Exploring the intersections of traditional burlesque, performance art and classic striptease, and just how far it is all removed from the modern, uptight burlesque scene.
I have something of a love/hate relationship with burlesque. I’ve been a fan of both striptease and performance art for as long as I can remember, so the burlesque revival that began at the end of the 1990s was something I welcomed – a return to erotic performance as a reaction to pole dancing clubs (which I have nothing against, but which rarely allow for anything relating to artistry or tease) and an extension of the performances that I’d enjoyed at events like Torture Garden, The Sex Maniac’s Ball and SmutFest. Hell, I even ran a striptease website and promoted my own burlesque events for a while.
But it quickly became apparent that, in Britain at least, burlesque was quickly becoming dominated by no-talent bandwagon jumpers who had no idea of the historical roots of the art form and no real ability, either imitating past routines or coming up with incredibly lame acts of their own. Don’t get me wrong – there are some great British burlesque performers out there, and plenty that perhaps could be great if they weren’t so caught up in the cycle of mediocrity that is increasingly the norm, but for each of them, there are at least a dozen people who have no place on the stage. Burlesque started to become something for talentless egomaniacs to parade themselves before an audience without actually having to take their clothes off, safe in the knowledge that they would be beyond criticism. The admirable idea that this was a way to show that everyone can be sexy, regardless of body shape, was soon perverted into a belief that no one could be criticised because you are then somehow being judgemental about them. We can bad mouth the lousy band that might be someone’s passion, dismiss the movie that someone has poured their heart, soul and life savings into, but God forbid we say anything critical about the clumsy, derivative, sour-faced performer going through the motions in order to feed off the whoops and whistles of an easily-pleased audience. Excuse me for being uppity, but I don’t think anyone is beyond criticism, especially if they are ruining an artform you care about.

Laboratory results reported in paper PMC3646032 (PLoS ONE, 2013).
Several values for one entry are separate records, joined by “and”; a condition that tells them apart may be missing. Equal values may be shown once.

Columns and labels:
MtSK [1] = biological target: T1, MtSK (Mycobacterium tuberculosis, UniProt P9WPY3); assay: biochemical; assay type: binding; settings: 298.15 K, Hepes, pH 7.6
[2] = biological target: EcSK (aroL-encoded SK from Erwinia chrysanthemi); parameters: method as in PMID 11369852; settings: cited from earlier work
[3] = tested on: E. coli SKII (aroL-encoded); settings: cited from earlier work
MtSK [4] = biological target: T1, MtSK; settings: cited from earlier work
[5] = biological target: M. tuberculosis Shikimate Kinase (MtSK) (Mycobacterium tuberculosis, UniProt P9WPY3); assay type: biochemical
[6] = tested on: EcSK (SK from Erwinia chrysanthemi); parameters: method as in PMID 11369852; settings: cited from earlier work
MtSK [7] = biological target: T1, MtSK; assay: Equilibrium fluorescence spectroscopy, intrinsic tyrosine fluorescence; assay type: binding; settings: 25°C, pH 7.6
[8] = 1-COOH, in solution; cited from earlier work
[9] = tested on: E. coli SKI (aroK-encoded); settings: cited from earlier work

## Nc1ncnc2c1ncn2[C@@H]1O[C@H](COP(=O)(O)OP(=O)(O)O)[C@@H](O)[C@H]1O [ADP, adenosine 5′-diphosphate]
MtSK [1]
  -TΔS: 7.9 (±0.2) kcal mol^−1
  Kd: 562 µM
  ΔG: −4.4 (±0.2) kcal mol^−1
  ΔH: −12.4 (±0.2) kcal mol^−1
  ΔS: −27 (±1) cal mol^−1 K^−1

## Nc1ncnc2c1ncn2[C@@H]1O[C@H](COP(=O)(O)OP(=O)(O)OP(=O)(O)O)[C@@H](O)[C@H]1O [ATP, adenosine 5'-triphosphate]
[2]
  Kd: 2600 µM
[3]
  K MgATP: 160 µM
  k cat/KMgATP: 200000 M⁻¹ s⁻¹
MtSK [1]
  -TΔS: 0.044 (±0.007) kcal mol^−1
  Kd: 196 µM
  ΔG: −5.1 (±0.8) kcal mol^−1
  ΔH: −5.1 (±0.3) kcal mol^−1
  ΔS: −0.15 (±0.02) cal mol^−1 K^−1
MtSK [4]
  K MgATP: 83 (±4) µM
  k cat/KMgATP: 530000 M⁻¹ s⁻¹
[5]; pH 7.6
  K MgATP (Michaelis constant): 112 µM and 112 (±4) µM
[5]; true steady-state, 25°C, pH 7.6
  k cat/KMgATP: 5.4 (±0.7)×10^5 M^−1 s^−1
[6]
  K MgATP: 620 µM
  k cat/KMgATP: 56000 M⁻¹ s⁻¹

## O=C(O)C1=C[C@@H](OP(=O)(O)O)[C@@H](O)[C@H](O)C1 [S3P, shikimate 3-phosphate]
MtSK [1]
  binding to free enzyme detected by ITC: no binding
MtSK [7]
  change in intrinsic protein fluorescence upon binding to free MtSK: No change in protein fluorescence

Still, I could just about put up with the lack of talent so prevalent in the scene if it wasn’t for the holier-than-thou moral superiority. When running my old website Striporama, it was pretty common to hear from performers who were adamant that they had no connection with the sex industry, that burlesque was not only morally superior to lap dancing but that it actually had nothing to do with stripping full stop, that pesky ‘taking clothes off’ bit aside (and lots of these performers only seemed to do the bare minimum of that). Of course, various local council restrictions and new licensing laws mean that there are few venues, especially outside London, where you can actually show very much anyway, but that’s not what restricts most British performers. Predictably but depressingly, some burlesque performers have actually supported local councils closing down lap dancing clubs (though it’s come back to bite more that one of them in the ass as they find that said councils often don’t make any distinction between lap dancing and burlesque, seeing both as sex entertainment, whether nipples are covered at all).
It’s a very British thing, and part of the whole anti-sex backlash being pushed by the right-wing government on the one hand and the resurrected Rad Fem anti-sex movement on the other. The rest of the world seems to have a much better understanding of what burlesque was, is and could be, and fewer hang-ups about it being an expression of sexuality and, goddammit, transgression. All this becomes clear early in Exposed, the latest film from the always-interesting Beth B, as the film opens with Bunny Love, stripping completely naked – no pasties and, shock horror, no pubes – as she performs an aggressive, challenging and very hardcore (in the punk, not porn, sense, though the act is certainly sexually explicit) act that would presumably horrify British burlesque ninnies who seem reluctant to take their bras off, even if they have pasties underneath.
These delicate flowers will continue to have kittens throughout the film, as it includes extensive penis swinging, naked women with their legs apart, bottles inserted into asses, strings of cash being pulled from assholes, eggs popped out of pussies, hard-ons and on-stage blow jobs (so yes, this is one of those movies that the BBFC will doubtless be cautioning ‘contains strong real sex’). It’s as far removed from a world of dopes dancing in their underwear while their sycophantic chums cheer them on as you could imagine. This isn’t playing at being a performer. This is the real thing.